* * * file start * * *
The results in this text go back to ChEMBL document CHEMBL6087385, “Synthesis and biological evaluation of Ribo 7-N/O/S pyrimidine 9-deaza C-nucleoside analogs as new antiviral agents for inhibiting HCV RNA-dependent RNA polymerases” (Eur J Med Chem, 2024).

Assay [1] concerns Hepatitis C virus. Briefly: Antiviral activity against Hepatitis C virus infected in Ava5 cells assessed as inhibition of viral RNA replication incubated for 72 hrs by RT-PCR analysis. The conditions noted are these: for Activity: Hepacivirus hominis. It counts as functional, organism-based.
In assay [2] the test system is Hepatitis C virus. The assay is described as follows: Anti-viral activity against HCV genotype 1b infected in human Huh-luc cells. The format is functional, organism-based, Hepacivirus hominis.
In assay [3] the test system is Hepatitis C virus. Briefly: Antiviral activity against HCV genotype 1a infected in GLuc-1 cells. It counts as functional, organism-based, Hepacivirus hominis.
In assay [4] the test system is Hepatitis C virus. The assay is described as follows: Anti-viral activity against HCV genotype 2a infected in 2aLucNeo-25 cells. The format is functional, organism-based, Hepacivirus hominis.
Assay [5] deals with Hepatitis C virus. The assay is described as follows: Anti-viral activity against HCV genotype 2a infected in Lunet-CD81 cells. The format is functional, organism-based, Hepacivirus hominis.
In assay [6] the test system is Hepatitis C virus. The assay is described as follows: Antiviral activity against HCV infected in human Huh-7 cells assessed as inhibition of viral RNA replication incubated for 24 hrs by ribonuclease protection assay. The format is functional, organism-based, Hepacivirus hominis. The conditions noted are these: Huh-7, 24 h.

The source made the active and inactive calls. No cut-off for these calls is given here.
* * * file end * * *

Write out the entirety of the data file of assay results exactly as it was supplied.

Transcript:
The results in this text go back to ChEMBL document CHEMBL6087385, “Synthesis and biological evaluation of Ribo 7-N/O/S pyrimidine 9-deaza C-nucleoside analogs as new antiviral agents for inhibiting HCV RNA-dependent RNA polymerases” (Eur J Med Chem, 2024).

Assay [1] concerns Hepatitis C virus. Briefly: Antiviral activity against Hepatitis C virus infected in Ava5 cells assessed as inhibition of viral RNA replication incubated for 72 hrs by RT-PCR analysis. The conditions noted are these: for Activity: Hepacivirus hominis. It counts as functional, organism-based.
In assay [2] the test system is Hepatitis C virus. The assay is described as follows: Anti-viral activity against HCV genotype 1b infected in human Huh-luc cells. The format is functional, organism-based, Hepacivirus hominis.
In assay [3] the test system is Hepatitis C virus. Briefly: Antiviral activity against HCV genotype 1a infected in GLuc-1 cells. It counts as functional, organism-based, Hepacivirus hominis.
In assay [4] the test system is Hepatitis C virus. The assay is described as follows: Anti-viral activity against HCV genotype 2a infected in 2aLucNeo-25 cells. The format is functional, organism-based, Hepacivirus hominis.
Assay [5] deals with Hepatitis C virus. The assay is described as follows: Anti-viral activity against HCV genotype 2a infected in Lunet-CD81 cells. The format is functional, organism-based, Hepacivirus hominis.
In assay [6] the test system is Hepatitis C virus. The assay is described as follows: Antiviral activity against HCV infected in human Huh-7 cells assessed as inhibition of viral RNA replication incubated for 24 hrs by ribonuclease protection assay. The format is functional, organism-based, Hepacivirus hominis. The conditions noted are these: Huh-7, 24 h.

The source made the active and inactive calls. No cut-off for these calls is given here.